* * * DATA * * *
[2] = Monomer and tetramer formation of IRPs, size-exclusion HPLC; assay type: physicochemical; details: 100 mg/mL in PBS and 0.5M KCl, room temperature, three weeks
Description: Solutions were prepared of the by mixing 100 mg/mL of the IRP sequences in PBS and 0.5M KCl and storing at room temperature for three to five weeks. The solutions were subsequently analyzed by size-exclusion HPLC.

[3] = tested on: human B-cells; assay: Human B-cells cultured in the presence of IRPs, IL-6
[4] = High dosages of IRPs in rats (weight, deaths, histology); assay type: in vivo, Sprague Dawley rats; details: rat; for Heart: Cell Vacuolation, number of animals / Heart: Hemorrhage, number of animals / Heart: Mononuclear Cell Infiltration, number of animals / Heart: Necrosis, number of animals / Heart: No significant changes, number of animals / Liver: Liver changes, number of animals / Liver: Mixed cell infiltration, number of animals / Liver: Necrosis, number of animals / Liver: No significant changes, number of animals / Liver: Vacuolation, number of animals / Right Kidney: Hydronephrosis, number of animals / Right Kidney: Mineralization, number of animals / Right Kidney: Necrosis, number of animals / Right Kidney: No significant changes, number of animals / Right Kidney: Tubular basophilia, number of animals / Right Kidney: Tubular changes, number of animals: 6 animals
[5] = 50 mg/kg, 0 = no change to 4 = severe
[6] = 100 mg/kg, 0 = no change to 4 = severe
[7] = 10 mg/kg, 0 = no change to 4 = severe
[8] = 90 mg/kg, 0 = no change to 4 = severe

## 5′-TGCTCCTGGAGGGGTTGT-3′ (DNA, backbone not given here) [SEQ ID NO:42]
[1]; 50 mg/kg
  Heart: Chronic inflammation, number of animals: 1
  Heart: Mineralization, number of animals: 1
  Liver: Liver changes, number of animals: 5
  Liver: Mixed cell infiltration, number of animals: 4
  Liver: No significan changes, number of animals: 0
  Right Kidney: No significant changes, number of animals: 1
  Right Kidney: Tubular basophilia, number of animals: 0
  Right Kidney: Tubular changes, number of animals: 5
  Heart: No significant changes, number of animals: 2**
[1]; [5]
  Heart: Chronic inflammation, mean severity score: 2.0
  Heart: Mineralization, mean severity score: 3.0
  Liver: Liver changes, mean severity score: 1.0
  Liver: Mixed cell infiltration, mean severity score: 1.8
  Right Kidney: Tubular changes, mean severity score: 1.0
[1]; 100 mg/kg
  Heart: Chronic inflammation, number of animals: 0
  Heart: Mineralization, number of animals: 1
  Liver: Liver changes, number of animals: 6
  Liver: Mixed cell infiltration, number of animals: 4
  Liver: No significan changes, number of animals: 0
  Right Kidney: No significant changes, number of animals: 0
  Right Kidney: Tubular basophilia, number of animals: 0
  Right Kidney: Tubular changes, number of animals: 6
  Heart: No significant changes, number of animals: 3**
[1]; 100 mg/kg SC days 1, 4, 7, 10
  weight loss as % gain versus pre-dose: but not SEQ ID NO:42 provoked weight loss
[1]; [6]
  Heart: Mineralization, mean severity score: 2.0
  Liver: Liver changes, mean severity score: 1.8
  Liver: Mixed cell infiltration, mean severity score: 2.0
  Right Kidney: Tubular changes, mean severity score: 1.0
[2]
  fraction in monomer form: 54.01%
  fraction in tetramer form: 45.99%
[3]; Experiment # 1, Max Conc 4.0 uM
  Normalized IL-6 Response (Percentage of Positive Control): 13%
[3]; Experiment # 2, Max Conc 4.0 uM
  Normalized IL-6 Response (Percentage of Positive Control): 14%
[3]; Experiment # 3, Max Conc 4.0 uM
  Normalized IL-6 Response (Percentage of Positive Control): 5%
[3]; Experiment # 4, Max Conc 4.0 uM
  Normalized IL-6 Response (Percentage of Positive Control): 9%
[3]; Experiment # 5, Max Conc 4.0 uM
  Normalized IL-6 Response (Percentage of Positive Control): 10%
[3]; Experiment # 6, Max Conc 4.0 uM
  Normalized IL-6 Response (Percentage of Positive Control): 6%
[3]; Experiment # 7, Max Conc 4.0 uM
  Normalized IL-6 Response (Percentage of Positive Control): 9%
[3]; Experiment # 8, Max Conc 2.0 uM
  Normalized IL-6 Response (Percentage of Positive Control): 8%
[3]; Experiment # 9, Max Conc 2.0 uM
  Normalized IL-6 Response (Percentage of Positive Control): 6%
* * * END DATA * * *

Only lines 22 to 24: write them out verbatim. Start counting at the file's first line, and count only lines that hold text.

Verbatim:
  Heart: Mineralization, mean severity score: 3.0
  Liver: Liver changes, mean severity score: 1.0
  Liver: Mixed cell infiltration, mean severity score: 1.8